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PostPosted: Sep 19, 2012 11:14 am 
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Kirk, this is a splendid job you did in commenting on the paper. Is there a way to send this a technical review of their paper to somebody who cares, perhaps via the Weinberg foundation? I would expect the NNL to be more responsive than our friends at PSR/IEER..


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PostPosted: Sep 19, 2012 2:49 pm 
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ondrejch wrote:
Kirk, this is a splendid job you did in commenting on the paper. Is there a way to send this a technical review of their paper to somebody who cares, perhaps via the Weinberg foundation? I would expect the NNL to be more responsive than our friends at PSR/IEER..


All of my information was supplied to the DECC (and then on to the NNL) last fall.


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PostPosted: Sep 20, 2012 7:52 am 
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With respect to your comments on Metric 9: Sabotage resistance assessment

I would add that the resistance to sabotage is significantly worse for solid-fueled reactors because their spent fuel pools are vulnerable. Most security experts will tell you that the spent fuel pools are a far easier target for a saboteur than the reactor. A saboteur can cause an incident simply by draining the water. Decay heat will cause a partial meltdown, releasing the volatiles. Much of the waste from a liquid-fueled reactor stays inside the reactor. This waste is "out in the open" only at the end the reactor's operating lifetime. And should they be breached, most of the volatiles have already been removed.


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PostPosted: Sep 21, 2012 2:30 pm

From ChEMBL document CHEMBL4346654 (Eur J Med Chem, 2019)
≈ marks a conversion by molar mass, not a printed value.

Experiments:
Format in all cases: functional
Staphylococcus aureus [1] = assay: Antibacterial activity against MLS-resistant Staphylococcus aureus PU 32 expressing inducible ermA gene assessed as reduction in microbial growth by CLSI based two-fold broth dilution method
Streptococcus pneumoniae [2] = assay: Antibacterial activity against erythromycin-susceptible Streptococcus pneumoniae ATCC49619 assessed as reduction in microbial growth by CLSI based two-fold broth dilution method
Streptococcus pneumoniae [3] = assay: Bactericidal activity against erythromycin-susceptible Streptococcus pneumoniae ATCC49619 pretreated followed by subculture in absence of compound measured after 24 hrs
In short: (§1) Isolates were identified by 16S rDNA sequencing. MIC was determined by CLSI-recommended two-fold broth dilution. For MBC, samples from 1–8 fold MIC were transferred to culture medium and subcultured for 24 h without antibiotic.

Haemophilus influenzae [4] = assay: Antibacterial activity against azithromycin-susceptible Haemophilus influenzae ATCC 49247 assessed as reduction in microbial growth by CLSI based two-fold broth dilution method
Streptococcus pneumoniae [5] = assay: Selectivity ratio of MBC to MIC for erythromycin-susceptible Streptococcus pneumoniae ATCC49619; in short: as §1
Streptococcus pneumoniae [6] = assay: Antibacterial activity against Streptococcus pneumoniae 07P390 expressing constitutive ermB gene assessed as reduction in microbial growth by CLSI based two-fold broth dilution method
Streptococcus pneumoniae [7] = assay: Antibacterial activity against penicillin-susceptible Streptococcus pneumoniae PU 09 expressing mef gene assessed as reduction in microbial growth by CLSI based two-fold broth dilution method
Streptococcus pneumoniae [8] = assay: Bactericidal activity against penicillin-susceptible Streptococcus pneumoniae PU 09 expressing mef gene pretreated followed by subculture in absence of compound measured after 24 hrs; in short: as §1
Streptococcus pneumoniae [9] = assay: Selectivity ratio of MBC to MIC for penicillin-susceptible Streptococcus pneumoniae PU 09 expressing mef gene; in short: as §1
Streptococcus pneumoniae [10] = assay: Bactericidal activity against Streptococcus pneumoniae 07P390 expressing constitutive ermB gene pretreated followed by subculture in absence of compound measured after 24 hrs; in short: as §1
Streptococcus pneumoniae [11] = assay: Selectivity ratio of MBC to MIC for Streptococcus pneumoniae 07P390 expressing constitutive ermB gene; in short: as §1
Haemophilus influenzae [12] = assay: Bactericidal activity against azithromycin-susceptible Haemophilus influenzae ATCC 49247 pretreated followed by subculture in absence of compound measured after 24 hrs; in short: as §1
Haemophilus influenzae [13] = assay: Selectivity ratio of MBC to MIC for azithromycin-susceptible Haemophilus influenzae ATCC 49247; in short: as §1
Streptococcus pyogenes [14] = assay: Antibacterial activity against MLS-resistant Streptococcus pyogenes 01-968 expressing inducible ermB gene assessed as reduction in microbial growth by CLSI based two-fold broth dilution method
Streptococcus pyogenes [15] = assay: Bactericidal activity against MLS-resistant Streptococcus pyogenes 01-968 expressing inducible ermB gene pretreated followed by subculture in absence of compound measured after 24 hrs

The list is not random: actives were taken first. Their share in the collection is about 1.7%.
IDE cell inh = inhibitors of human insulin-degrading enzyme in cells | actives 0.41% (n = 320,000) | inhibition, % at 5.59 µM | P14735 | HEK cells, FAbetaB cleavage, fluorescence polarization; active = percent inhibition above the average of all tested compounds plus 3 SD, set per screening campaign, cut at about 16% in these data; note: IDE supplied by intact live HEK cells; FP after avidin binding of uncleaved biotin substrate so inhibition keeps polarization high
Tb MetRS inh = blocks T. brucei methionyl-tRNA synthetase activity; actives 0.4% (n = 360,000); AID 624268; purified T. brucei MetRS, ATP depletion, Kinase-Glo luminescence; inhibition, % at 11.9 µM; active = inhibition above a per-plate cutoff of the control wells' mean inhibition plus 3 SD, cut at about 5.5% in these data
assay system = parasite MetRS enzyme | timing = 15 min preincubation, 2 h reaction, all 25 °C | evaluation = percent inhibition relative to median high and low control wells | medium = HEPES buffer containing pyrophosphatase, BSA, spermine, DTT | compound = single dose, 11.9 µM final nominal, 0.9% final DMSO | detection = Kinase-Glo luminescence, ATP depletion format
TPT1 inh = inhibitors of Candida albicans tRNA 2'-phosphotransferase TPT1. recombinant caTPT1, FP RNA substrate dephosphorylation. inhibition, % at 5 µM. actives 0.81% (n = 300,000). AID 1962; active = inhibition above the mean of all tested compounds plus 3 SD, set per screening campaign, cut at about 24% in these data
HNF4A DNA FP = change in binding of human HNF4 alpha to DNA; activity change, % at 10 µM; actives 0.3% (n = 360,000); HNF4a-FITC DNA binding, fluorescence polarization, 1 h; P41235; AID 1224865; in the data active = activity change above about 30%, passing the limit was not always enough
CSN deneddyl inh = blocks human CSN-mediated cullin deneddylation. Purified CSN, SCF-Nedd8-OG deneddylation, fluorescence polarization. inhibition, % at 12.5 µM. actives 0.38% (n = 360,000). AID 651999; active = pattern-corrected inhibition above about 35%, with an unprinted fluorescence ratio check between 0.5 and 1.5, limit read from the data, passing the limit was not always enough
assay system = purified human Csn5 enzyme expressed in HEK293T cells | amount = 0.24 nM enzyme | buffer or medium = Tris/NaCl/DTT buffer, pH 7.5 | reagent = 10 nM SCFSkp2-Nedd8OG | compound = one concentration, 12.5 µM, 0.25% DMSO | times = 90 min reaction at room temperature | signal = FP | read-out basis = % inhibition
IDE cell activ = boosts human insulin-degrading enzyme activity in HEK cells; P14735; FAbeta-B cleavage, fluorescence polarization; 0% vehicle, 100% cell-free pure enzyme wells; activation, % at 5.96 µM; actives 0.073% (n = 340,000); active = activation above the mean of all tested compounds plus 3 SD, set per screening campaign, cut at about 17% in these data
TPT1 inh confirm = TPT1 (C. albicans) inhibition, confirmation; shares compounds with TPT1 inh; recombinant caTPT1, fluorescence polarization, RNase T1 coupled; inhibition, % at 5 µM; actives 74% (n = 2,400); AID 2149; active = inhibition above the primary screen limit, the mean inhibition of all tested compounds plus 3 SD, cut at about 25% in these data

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Perhaps you could get the Weinberg Foundation to sue the NNL for waste, fraud & abuse; or misuse of appropriated funds based on their lousy handling of LFTRs. :mrgreen:

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PostPosted: Sep 22, 2012 2:57 am 
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SteveMoniz wrote:
With respect to your comments on Metric 9: Sabotage resistance assessment

I would add that the resistance to sabotage is significantly worse for solid-fueled reactors because their spent fuel pools are vulnerable. Most security experts will tell you that the spent fuel pools are a far easier target for a saboteur than the reactor. A saboteur can cause an incident simply by draining the water. Decay heat will cause a partial meltdown, releasing the volatiles. Much of the waste from a liquid-fueled reactor stays inside the reactor. This waste is "out in the open" only at the end the reactor's operating lifetime. And should they be breached, most of the volatiles have already been removed.


And how are you going to drain the water from a below grade pool of water, with steel lined thick reinforced concrete walls in engineered soil?

Do you think you can casually stroll into the spent fuel pool building with a large explosive pack on your back, take all the time you need to install and wire it, and set it off?

And how will you postulate a partial meltdown, when the operators have many many hours to add water back to the spent fuel pool? Are the operators going to sit down and read the newspapers?

Neither solid fuelled nor liquid fuelled reactors are vulnerable to sabotage.


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PostPosted: Sep 22, 2012 3:19 am 
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Could the containment for noble gases sparged out of a LFTR be a plausible sabotage target?


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PostPosted: Sep 25, 2012 1:44 pm 
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jon wrote:
Could the containment for noble gases sparged out of a LFTR be a plausible sabotage target?


We need to split this question into very short term stuff and longer term stuff. The longer term stuff is like the spent fuel storage in an LWR. After a few months the only radiation in the off-gas is from 85Kr. This stuff really is no threat and in current practice is often simply released into the atmosphere.

The short term stuff is of more concern. So you have to postulate if a power plant is under attack will the operators shut it down? How long will the power plant be able to hold out against the attackers? If htey can't hold out long enough for the calvary to arrive how long will the attackers have control of the plant?